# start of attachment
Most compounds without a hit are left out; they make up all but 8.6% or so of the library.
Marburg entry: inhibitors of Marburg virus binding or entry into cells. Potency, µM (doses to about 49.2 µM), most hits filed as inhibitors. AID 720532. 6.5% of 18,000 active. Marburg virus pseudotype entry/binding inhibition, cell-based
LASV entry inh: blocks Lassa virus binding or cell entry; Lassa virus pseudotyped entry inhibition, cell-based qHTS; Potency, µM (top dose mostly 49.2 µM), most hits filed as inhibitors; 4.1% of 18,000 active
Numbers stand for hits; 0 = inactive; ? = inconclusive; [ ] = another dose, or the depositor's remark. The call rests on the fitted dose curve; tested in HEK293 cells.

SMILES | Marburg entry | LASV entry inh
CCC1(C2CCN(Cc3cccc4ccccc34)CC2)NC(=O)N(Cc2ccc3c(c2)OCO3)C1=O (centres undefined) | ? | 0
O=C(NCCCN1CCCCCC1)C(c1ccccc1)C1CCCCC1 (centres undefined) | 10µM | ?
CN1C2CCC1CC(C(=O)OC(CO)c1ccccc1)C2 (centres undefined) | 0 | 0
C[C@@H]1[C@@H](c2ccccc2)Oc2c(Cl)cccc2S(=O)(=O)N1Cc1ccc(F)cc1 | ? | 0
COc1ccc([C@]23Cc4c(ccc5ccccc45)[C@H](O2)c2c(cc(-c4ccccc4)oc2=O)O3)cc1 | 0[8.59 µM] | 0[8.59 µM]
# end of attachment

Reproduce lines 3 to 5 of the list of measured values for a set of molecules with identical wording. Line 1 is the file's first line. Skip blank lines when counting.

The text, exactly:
LASV entry inh: blocks Lassa virus binding or cell entry; Lassa virus pseudotyped entry inhibition, cell-based qHTS; Potency, µM (top dose mostly 49.2 µM), most hits filed as inhibitors; 4.1% of 18,000 active
Numbers stand for hits; 0 = inactive; ? = inconclusive; [ ] = another dose, or the depositor's remark. The call rests on the fitted dose curve; tested in HEK293 cells.

SMILES | Marburg entry | LASV entry inh